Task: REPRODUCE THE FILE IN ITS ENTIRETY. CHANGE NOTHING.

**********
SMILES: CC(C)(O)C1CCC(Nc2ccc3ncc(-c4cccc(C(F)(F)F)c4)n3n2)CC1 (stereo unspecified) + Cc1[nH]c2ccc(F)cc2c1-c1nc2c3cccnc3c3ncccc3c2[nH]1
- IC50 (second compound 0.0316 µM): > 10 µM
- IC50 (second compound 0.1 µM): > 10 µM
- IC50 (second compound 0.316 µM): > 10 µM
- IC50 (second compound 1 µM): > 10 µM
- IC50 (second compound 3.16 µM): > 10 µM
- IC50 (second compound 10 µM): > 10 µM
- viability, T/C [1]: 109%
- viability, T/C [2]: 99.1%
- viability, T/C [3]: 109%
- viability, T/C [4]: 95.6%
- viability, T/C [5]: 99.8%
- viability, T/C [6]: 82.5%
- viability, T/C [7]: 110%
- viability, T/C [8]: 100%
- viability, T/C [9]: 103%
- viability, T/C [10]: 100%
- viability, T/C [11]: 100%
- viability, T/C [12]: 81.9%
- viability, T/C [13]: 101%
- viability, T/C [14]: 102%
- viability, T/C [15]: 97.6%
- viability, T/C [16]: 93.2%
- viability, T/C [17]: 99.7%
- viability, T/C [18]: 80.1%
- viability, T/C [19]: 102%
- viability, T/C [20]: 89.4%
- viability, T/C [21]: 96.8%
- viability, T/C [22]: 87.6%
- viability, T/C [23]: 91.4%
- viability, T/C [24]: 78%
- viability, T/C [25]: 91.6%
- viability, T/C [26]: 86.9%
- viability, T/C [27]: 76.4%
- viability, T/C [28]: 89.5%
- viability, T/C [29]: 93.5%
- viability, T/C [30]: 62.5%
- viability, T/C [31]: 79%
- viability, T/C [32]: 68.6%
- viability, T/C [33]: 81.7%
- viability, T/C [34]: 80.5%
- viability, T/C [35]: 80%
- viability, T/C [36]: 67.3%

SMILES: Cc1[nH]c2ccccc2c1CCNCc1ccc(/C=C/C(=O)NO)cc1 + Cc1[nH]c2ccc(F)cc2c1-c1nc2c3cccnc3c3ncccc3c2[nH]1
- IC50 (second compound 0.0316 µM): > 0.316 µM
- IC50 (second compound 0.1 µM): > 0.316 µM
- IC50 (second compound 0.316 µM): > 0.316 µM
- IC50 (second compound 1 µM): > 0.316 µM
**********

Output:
SMILES: CC(C)(O)C1CCC(Nc2ccc3ncc(-c4cccc(C(F)(F)F)c4)n3n2)CC1 (stereo unspecified) + Cc1[nH]c2ccc(F)cc2c1-c1nc2c3cccnc3c3ncccc3c2[nH]1
- IC50 (second compound 0.0316 µM): > 10 µM
- IC50 (second compound 0.1 µM): > 10 µM
- IC50 (second compound 0.316 µM): > 10 µM
- IC50 (second compound 1 µM): > 10 µM
- IC50 (second compound 3.16 µM): > 10 µM
- IC50 (second compound 10 µM): > 10 µM
- viability, T/C [1]: 109%
- viability, T/C [2]: 99.1%
- viability, T/C [3]: 109%
- viability, T/C [4]: 95.6%
- viability, T/C [5]: 99.8%
- viability, T/C [6]: 82.5%
- viability, T/C [7]: 110%
- viability, T/C [8]: 100%
- viability, T/C [9]: 103%
- viability, T/C [10]: 100%
- viability, T/C [11]: 100%
- viability, T/C [12]: 81.9%
- viability, T/C [13]: 101%
- viability, T/C [14]: 102%
- viability, T/C [15]: 97.6%
- viability, T/C [16]: 93.2%
- viability, T/C [17]: 99.7%
- viability, T/C [18]: 80.1%
- viability, T/C [19]: 102%
- viability, T/C [20]: 89.4%
- viability, T/C [21]: 96.8%
- viability, T/C [22]: 87.6%
- viability, T/C [23]: 91.4%
- viability, T/C [24]: 78%
- viability, T/C [25]: 91.6%
- viability, T/C [26]: 86.9%
- viability, T/C [27]: 76.4%
- viability, T/C [28]: 89.5%
- viability, T/C [29]: 93.5%
- viability, T/C [30]: 62.5%
- viability, T/C [31]: 79%
- viability, T/C [32]: 68.6%
- viability, T/C [33]: 81.7%
- viability, T/C [34]: 80.5%
- viability, T/C [35]: 80%
- viability, T/C [36]: 67.3%

SMILES: Cc1[nH]c2ccccc2c1CCNCc1ccc(/C=C/C(=O)NO)cc1 + Cc1[nH]c2ccc(F)cc2c1-c1nc2c3cccnc3c3ncccc3c2[nH]1
- IC50 (second compound 0.0316 µM): > 0.316 µM
- IC50 (second compound 0.1 µM): > 0.316 µM
- IC50 (second compound 0.316 µM): > 0.316 µM
- IC50 (second compound 1 µM): > 0.316 µM